Apparently, Lipoptena cervi was introduced into northeastern United States in the late 1800s, presumably on an unknown species of European deer, and it soon spread to white-tailed deer (Odocoileus virginianus).
Key words: Alces alces, distribution, deer ked, effect on host, Lipoptena cervi, moose, North America, Odocoileus virginianus, Scandinavia, white-tailed deer.
The deer ked, Lipoptena cervi (Insecta, Diptera, Hippoboscidae) is a widely distributed, blood-sucking, reddish-brown, dorsoventrally flattened ectoparasite that occurs on Old and New World members of the Cervidae.
Lipoptena cervi has undergone rapid and ongoing west and northward expansion of its distribution in Scandinavia in recent decades (Valimaki et al.
Lipoptena cervi has expanded its distribution west- and northward in Scandinavia in recent decades (see distribution maps in Kaunisto et al.
1992) and the remains of two fully developed Lipoptena cervi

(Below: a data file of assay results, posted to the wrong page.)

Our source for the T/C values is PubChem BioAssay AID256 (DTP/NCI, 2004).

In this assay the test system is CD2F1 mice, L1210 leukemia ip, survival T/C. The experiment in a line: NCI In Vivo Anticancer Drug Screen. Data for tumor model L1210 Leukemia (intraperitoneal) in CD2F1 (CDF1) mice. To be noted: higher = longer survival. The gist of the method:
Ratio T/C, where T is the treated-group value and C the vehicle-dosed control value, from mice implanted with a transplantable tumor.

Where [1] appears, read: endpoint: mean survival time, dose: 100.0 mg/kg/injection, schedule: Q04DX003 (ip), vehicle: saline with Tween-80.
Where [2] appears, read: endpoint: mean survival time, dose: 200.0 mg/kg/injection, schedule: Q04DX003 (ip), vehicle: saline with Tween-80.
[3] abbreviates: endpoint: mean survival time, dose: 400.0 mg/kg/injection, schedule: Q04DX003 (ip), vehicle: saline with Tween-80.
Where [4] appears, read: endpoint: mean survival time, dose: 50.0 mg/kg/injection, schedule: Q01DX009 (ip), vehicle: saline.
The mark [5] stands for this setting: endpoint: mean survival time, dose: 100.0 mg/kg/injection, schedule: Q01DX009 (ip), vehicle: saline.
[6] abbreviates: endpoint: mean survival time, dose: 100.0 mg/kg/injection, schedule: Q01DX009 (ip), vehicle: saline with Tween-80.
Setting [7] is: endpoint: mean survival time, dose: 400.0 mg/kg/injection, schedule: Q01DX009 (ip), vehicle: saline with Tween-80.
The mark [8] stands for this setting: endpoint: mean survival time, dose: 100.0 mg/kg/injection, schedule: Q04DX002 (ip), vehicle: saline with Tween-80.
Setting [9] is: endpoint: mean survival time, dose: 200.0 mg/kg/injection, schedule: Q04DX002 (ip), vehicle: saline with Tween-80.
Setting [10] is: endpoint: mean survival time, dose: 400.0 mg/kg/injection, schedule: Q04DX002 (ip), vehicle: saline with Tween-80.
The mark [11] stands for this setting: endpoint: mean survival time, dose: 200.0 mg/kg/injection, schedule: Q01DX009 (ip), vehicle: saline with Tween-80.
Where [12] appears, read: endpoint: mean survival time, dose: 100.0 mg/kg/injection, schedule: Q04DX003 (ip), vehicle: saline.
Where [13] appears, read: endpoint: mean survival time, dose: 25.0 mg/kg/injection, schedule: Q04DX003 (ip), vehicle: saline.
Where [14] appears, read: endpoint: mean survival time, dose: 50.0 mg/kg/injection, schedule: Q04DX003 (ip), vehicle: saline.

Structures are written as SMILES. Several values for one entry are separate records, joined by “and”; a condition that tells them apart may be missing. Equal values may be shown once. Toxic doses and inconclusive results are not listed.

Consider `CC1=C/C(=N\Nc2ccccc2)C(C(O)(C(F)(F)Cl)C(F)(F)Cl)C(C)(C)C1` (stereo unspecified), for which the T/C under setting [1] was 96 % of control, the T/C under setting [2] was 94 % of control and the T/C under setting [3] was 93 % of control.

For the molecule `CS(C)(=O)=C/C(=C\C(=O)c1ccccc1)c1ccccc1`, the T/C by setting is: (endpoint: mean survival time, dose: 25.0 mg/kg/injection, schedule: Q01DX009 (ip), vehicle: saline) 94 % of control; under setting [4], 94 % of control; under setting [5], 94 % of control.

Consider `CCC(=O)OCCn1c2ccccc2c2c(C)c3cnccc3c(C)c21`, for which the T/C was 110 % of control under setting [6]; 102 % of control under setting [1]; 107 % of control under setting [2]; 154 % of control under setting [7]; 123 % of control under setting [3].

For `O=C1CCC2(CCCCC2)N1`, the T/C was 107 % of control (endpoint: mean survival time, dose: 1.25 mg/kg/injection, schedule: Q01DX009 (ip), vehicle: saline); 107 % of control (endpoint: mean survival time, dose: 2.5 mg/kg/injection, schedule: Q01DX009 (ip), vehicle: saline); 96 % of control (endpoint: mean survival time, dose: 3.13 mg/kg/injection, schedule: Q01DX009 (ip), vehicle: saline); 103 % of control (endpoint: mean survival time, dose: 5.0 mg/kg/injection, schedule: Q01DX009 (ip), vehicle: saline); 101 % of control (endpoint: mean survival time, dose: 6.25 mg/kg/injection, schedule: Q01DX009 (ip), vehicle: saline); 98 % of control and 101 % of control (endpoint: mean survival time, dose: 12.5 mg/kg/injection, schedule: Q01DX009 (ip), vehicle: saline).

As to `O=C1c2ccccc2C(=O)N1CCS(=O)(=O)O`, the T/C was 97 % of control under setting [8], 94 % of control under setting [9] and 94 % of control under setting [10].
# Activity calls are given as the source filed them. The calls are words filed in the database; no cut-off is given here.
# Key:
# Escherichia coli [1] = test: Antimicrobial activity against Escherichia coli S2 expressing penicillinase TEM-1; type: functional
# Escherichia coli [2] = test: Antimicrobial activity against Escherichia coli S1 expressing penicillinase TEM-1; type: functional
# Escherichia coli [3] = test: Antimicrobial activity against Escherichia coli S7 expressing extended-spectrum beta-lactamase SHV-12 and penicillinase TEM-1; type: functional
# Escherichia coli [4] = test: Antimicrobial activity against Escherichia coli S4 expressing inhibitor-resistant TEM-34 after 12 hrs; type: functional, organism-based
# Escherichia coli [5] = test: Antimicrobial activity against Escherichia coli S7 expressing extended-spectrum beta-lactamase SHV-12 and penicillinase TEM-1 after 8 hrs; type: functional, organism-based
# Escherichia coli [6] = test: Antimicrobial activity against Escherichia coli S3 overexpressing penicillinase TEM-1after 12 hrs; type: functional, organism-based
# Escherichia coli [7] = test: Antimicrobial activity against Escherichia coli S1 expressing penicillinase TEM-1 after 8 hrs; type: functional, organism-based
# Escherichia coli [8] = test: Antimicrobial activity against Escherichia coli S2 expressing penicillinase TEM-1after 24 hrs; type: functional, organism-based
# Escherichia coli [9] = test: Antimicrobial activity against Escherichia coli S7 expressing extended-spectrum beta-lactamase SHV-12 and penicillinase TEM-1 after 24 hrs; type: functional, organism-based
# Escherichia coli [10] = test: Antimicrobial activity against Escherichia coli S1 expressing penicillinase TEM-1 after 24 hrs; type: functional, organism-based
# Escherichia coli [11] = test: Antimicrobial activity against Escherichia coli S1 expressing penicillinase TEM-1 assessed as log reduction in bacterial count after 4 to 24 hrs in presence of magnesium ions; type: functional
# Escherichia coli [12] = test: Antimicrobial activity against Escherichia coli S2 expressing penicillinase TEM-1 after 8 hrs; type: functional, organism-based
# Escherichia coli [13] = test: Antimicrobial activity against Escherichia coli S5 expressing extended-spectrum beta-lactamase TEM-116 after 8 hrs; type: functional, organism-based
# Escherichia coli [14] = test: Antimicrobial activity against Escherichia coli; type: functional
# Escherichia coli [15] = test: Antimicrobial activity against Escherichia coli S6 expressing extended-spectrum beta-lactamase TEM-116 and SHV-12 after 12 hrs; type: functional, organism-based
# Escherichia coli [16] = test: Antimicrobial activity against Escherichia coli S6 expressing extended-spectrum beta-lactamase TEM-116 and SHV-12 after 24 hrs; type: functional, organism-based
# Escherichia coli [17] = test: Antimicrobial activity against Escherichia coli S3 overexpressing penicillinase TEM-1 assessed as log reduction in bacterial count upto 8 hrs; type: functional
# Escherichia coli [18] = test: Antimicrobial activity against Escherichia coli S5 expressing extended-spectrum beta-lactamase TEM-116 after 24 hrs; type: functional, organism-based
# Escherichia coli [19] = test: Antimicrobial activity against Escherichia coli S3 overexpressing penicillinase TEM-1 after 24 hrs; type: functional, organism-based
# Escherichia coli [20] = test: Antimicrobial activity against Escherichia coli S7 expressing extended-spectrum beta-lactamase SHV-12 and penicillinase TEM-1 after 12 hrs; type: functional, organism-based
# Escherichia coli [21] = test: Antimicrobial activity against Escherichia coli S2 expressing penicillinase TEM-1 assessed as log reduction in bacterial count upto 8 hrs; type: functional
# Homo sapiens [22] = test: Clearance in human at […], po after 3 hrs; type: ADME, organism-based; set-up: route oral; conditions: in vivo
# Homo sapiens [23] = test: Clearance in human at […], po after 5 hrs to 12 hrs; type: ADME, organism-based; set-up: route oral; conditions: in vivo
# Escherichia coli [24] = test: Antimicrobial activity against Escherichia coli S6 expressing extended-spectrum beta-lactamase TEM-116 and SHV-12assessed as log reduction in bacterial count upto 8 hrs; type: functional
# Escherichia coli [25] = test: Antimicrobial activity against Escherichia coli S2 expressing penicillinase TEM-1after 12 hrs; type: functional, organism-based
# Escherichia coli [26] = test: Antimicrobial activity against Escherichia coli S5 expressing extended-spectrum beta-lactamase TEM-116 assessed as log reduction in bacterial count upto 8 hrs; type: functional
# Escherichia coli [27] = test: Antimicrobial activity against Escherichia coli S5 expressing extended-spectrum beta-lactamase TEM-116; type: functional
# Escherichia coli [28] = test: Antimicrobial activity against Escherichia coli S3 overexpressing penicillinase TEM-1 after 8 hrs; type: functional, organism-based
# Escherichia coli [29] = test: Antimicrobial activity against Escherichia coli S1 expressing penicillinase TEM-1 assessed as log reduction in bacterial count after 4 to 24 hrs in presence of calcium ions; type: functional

(Gothe & Scholl 1992) point to early autumn, Oeggl (2000, 2009) has put forward the idea that the Iceman died in spring, because the pollen of Ostrya carpinifolia was found with its cytoplasmic interior (the cellular microgametophyte) still intact ('fresh' pollen).
Key words: Alces alces, deer ked, deer ked dermatitis, dermatitis, Lipoptena cervi, moose.
Initial experience with individual human protection from attack by the deer louse fly Lipoptena cervi.
The fluctuations of abundance of the deer louse-fly Lipoptena cervi (Hippoboscidae) in forests of the north-west Russia.
Immigration of Lipoptena cervi (Diptera, Hippoboscidae) in Finland, with notes on its biology and medical significance.
Key words: Alces alces, climate, color preference, deer ked, Hippoboscids, host choice, host search, Lipoptena cervi, parasite.
Hypoderma diana (Diptera, Oestridae) and Lipoptena cervi (Diptera, Hippoboscidae) as parasites of reindeer (Rangifer tarandus) in Scotland with notes on the second stage larva of Hypoderma Diana.